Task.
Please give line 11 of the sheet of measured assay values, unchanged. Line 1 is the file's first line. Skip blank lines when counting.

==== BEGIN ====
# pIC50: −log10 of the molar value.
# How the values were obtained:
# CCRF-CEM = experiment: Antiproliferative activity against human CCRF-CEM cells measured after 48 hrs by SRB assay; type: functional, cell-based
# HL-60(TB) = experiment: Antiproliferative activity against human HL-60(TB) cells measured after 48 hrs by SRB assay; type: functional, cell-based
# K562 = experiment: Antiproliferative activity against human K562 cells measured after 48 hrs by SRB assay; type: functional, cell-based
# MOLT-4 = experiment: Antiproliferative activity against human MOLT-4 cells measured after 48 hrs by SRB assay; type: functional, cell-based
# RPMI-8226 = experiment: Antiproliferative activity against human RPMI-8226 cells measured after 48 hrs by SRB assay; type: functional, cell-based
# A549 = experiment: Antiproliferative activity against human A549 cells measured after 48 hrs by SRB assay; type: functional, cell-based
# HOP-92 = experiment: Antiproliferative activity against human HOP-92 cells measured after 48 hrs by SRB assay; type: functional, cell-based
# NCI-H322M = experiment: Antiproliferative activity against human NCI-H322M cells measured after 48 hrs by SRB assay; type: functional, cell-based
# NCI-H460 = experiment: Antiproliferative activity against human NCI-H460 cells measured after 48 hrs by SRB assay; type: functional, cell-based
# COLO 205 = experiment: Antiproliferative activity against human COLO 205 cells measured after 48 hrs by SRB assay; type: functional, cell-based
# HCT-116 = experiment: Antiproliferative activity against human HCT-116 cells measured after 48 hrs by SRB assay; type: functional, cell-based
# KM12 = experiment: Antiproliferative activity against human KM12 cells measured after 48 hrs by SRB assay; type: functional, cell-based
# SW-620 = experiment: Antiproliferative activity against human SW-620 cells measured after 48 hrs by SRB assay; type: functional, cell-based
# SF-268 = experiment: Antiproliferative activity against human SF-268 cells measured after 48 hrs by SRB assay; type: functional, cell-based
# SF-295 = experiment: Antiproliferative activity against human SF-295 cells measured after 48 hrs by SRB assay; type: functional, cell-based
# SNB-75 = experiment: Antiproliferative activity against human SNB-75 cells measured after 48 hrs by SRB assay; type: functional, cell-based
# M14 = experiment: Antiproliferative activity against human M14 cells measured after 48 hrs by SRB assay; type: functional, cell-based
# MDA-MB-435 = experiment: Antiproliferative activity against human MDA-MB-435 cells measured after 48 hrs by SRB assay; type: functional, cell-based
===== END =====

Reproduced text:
# NCI-H460 = experiment: Antiproliferative activity against human NCI-H460 cells measured after 48 hrs by SRB assay; type: functional, cell-based